2. Texas A&M, a team that struggles to score, may be without leading scorer Jamal Jones(13.4 PPG, 51.5 TS%) when it takes on Missouri Thursday. Jone is apparently saddled with a 103 degree fever and, Michael Jordan flu game aside, that’s an understandable reason not to suit up. Being shorthanded is nothing new for the Aggies, who have been without arguably their most dynamic player, Davonte Fitzgerald, for a month. Fabyon Harris has also missed the last few games, and wasn’t in Columbia when the Aggies fumbled away a win last week. He will likely be back Thursday, but it was Jones who got the rim and put Texas A&M in a position to steal a win in Mizzou Arena.
  3. There is no drama for South Carolina as it heads into its SEC tournament opener against Auburn this evening. KenPom gives the Gamecocks a 0.04% chance of winning the tournament, so unless the most improbable of runs happens, their season will end in Atlanta. But winning even one game would be a step in the right direction, since South Carolina has not won a conference tournament game since 2008. Call it small steps, but it would be a positive end to the season for a team that has won two of its last three games. It would also be a nice sendoff for Brenton Williams, who has quietly had a great senior year (15.2 PPG, 21.8 PER, 63.9 TS%).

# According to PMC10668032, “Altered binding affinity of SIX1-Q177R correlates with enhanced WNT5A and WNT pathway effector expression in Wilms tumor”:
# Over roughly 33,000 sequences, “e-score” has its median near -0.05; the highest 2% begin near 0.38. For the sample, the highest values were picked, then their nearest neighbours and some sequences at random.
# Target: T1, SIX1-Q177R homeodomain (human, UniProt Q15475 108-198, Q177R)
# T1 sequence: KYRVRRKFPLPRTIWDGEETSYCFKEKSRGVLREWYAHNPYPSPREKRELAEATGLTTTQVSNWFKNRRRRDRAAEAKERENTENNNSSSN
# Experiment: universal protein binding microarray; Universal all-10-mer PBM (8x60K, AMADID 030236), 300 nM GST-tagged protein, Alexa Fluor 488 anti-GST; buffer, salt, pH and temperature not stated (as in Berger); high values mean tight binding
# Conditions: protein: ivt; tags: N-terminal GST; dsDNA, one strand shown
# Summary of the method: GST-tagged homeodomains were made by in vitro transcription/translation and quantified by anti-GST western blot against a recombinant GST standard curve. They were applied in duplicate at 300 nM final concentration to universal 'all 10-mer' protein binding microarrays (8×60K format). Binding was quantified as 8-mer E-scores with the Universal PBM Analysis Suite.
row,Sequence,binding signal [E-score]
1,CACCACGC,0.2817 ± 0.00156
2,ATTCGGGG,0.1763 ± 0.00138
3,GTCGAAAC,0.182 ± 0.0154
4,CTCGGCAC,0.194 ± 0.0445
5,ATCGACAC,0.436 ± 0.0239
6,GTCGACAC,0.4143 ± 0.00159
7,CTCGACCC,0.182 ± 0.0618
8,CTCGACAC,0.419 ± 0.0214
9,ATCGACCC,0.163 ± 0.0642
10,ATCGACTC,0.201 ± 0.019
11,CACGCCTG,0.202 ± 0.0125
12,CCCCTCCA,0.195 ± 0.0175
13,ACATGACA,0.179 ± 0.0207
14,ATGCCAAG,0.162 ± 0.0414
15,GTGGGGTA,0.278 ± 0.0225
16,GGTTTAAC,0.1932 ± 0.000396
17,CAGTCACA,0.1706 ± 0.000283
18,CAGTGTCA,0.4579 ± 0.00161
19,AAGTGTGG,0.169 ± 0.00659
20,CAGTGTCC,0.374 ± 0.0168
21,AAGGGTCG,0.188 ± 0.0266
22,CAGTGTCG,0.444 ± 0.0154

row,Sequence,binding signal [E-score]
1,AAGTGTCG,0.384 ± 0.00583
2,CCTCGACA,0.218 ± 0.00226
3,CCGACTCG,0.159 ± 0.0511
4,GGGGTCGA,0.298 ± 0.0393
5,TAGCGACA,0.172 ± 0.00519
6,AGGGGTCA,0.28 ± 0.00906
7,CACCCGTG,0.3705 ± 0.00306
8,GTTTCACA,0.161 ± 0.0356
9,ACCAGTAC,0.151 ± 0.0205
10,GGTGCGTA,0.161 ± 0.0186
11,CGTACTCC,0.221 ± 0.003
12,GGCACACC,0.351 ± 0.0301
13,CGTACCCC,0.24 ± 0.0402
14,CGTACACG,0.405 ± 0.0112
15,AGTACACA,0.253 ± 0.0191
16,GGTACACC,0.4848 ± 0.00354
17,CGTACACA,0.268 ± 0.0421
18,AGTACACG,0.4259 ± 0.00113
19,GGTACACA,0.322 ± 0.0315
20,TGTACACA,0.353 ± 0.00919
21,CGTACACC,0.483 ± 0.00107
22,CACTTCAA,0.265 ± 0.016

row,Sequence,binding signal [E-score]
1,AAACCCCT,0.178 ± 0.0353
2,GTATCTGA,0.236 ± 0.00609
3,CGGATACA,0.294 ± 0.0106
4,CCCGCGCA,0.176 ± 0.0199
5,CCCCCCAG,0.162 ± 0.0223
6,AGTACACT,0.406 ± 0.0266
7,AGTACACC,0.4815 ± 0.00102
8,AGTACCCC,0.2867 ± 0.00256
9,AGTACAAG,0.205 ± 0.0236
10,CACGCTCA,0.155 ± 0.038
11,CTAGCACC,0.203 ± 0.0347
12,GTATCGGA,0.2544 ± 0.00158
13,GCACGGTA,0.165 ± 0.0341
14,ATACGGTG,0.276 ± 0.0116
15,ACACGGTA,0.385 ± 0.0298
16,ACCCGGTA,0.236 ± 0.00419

4. SI.com’s team of college basketball writers released their All-America team, and not surprisingly it didn’t include any players from the SEC. Julius Randle made three of the individual writers’ second teams, and that sounds about right. Despite Kentucky’s offense getting progressively disjointed, Randle’s scoring and rebounding numbers have remained consistent (15.4 PPG, 10.4 RPG). Even though Florida has a great shot at being the number one overall seed, Seth Davis was the only writer to throw any love at the Gators, putting Scottie Wilbekin on his second team. That also sounds about right, since Florida’s strength is the sum of its parts, rather than an individual star.